Who Covers The Damages During a Car Chase?

Police officers chase tens of thousands of suspects every single year nationwide, typically for misdemeanors or traffic violations. Statistics from the Department of Transportation (DOT) reveal about 250,000 police chases happen every year. Of those, between 6,000 and 8,000 chases result in crashes, which in turn result in 5,000 injured people and 500 deaths.

But most police chases occur following suspicion of wrongdoing or simple traffic violations. Likewise, in most cases, these acts do not warrant a chase. Therefore, police officers are urged to abort or avoid high-speed chases that can potentially endanger nearby motorists and innocent bystanders.

So what happens to innocent bystanders and road users who suffer injuries and property damage because of a police chase? Who can they hold liable for all the accident-related injuries and losses?

Can The Suspect Being Chased Be Held Liable for Damages?

Yes. All motorists owe all the other road users a legal duty of care, and dangerous driving tactics during a car chase can be considered a violation of this legal duty. The driver may deliberately act to injure others or damage property. They may take advantage of the presence of other people on the roads or sidewalks to delay and distract the police, causing more harm to innocent road users.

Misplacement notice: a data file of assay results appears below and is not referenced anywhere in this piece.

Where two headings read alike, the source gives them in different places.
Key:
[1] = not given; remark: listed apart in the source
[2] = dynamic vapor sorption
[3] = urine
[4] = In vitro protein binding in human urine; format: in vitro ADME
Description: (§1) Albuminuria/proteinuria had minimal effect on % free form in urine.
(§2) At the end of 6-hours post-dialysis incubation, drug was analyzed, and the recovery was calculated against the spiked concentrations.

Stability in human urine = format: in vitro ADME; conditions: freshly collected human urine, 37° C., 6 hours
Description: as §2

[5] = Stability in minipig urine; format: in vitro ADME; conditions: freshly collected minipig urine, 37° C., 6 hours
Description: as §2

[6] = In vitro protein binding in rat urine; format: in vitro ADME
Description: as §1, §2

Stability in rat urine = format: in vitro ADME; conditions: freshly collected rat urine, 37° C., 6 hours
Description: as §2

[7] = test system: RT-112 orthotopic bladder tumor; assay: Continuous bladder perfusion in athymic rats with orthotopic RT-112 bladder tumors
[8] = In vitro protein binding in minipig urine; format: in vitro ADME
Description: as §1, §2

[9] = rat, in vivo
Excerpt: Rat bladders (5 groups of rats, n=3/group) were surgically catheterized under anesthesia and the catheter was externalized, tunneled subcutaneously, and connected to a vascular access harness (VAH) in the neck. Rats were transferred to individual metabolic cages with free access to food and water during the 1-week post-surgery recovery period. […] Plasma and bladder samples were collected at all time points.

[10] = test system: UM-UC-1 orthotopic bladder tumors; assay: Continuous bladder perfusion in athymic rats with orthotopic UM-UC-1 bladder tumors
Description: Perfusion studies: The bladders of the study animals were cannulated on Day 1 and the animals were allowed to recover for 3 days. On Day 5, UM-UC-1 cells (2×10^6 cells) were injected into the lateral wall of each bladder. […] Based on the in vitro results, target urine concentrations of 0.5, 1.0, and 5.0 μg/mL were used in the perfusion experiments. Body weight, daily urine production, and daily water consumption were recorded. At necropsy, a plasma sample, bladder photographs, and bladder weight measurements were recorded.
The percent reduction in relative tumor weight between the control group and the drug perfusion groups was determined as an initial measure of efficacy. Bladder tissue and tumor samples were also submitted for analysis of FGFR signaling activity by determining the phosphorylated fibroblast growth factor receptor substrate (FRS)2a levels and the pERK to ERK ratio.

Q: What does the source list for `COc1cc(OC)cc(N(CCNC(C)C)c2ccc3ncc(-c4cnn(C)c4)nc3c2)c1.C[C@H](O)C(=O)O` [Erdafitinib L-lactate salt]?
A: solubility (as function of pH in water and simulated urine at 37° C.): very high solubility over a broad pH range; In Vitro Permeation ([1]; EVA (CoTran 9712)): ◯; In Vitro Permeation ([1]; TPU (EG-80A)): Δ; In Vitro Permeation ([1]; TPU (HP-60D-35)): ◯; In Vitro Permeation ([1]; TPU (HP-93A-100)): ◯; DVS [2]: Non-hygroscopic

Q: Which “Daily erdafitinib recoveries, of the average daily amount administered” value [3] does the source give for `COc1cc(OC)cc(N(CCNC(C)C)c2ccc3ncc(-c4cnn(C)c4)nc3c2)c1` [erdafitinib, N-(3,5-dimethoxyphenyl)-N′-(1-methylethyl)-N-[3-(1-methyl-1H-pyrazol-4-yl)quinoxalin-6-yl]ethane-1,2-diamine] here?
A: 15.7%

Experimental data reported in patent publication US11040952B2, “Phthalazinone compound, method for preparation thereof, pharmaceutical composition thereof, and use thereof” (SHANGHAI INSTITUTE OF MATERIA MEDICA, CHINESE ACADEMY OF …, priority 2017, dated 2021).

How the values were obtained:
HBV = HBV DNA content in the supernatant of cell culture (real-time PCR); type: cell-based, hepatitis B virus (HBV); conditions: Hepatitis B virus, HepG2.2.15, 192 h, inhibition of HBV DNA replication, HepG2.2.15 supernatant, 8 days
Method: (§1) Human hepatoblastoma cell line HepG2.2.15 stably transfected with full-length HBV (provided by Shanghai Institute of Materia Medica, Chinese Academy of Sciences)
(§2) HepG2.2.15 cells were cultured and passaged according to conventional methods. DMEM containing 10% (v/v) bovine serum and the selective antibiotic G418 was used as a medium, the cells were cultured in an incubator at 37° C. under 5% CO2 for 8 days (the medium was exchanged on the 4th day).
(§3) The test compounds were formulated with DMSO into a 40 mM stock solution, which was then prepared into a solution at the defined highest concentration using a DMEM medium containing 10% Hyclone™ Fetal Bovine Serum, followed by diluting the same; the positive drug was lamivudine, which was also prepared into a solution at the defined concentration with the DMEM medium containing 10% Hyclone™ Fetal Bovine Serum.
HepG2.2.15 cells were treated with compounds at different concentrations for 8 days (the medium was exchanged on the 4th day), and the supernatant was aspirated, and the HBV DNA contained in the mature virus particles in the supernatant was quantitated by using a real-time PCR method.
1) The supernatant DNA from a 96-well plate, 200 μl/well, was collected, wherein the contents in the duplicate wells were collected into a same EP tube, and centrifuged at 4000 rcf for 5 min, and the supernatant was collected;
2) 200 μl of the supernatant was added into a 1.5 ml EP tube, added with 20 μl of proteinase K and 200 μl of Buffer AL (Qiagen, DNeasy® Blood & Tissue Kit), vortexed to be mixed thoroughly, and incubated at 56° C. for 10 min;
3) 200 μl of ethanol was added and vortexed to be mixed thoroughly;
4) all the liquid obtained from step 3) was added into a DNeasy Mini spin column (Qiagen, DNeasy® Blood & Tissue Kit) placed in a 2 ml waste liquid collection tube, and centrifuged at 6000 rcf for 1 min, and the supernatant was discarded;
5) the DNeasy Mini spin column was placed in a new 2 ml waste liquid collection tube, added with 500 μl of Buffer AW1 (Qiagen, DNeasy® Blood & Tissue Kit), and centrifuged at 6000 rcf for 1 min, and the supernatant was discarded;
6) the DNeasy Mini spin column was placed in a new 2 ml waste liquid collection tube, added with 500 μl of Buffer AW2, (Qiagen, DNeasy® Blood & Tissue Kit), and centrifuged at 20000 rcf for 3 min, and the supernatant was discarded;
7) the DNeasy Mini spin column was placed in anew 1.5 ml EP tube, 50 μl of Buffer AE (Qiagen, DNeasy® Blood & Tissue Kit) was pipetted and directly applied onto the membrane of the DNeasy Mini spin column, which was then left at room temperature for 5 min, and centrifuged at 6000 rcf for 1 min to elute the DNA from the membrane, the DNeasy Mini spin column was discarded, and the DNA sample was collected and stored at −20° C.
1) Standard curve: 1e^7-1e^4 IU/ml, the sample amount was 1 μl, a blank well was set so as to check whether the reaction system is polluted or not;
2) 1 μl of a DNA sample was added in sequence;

People who have been injured or sustained property damage in a car chase can pursue compensation for damages from the suspect. If a victim also sustained emotional distress on top of their physical injuries, they can hold the suspect liable for this type of damage as well.

Can The Police Be Held Liable for Damages?

In general, there are two ways people can attempt to recover damages from law enforcement officers involved in high-speed car chases. The first option is through a negligence claim. Government entities usually have sovereign immunity, and the police are state entities and agencies. This means that they have immunity from liability except in certain circumstances as defined in the state’s sovereign immunity statutes

Even if victims can sue the police under sovereign immunity, the state may limit damages for victims per claim or for every lawsuit when multiple injured people are involved in the case.

The second option is to sue the police under federal statute Section 1983, which provides citizens the private right to action when their civil rights have been violated by government entities. But establishing liability under this federal law requires more than just simple negligence.

Reach Out to a Top Vernon Personal Injury Attorney Today

Regardless of who caused the crash, the injured person has the right to pursue monetary compensation for his losses. Speak to a Vernon personal injury attorney to discuss the case by contacting Berman & Russo at 860-644-1548 or online and arranging a free case evaluation.